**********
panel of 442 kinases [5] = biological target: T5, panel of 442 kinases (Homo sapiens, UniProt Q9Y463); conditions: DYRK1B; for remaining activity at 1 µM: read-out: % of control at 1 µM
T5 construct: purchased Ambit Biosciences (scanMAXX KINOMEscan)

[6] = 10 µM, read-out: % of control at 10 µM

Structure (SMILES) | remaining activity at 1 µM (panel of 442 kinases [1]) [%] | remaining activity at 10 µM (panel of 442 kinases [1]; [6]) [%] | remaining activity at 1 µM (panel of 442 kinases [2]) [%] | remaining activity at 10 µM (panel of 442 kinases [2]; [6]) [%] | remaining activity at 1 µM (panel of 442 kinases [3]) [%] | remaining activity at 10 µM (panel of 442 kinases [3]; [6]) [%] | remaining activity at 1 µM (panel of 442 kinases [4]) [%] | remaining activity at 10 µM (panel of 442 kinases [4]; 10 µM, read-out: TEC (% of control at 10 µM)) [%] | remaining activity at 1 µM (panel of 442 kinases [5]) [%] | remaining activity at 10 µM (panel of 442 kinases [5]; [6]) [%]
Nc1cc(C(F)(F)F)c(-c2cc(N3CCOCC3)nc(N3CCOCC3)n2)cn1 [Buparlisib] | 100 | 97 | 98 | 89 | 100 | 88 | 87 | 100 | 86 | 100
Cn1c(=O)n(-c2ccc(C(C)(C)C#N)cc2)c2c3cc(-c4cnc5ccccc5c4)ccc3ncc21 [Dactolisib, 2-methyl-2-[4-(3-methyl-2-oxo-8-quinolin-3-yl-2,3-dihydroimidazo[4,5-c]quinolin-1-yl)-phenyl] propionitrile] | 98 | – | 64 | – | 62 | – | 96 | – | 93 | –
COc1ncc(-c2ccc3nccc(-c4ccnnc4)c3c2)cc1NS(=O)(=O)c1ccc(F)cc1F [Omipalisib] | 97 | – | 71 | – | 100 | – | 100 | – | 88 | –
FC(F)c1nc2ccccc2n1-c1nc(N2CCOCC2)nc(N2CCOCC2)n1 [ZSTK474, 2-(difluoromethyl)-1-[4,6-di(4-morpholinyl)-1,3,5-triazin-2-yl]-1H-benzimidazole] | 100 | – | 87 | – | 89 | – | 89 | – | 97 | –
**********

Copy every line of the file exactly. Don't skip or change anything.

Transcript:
panel of 442 kinases [5] = biological target: T5, panel of 442 kinases (Homo sapiens, UniProt Q9Y463); conditions: DYRK1B; for remaining activity at 1 µM: read-out: % of control at 1 µM
T5 construct: purchased Ambit Biosciences (scanMAXX KINOMEscan)

[6] = 10 µM, read-out: % of control at 10 µM

Structure (SMILES) | remaining activity at 1 µM (panel of 442 kinases [1]) [%] | remaining activity at 10 µM (panel of 442 kinases [1]; [6]) [%] | remaining activity at 1 µM (panel of 442 kinases [2]) [%] | remaining activity at 10 µM (panel of 442 kinases [2]; [6]) [%] | remaining activity at 1 µM (panel of 442 kinases [3]) [%] | remaining activity at 10 µM (panel of 442 kinases [3]; [6]) [%] | remaining activity at 1 µM (panel of 442 kinases [4]) [%] | remaining activity at 10 µM (panel of 442 kinases [4]; 10 µM, read-out: TEC (% of control at 10 µM)) [%] | remaining activity at 1 µM (panel of 442 kinases [5]) [%] | remaining activity at 10 µM (panel of 442 kinases [5]; [6]) [%]
Nc1cc(C(F)(F)F)c(-c2cc(N3CCOCC3)nc(N3CCOCC3)n2)cn1 [Buparlisib] | 100 | 97 | 98 | 89 | 100 | 88 | 87 | 100 | 86 | 100
Cn1c(=O)n(-c2ccc(C(C)(C)C#N)cc2)c2c3cc(-c4cnc5ccccc5c4)ccc3ncc21 [Dactolisib, 2-methyl-2-[4-(3-methyl-2-oxo-8-quinolin-3-yl-2,3-dihydroimidazo[4,5-c]quinolin-1-yl)-phenyl] propionitrile] | 98 | – | 64 | – | 62 | – | 96 | – | 93 | –
COc1ncc(-c2ccc3nccc(-c4ccnnc4)c3c2)cc1NS(=O)(=O)c1ccc(F)cc1F [Omipalisib] | 97 | – | 71 | – | 100 | – | 100 | – | 88 | –
FC(F)c1nc2ccccc2n1-c1nc(N2CCOCC2)nc(N2CCOCC2)n1 [ZSTK474, 2-(difluoromethyl)-1-[4,6-di(4-morpholinyl)-1,3,5-triazin-2-yl]-1H-benzimidazole] | 100 | – | 87 | – | 89 | – | 89 | – | 97 | –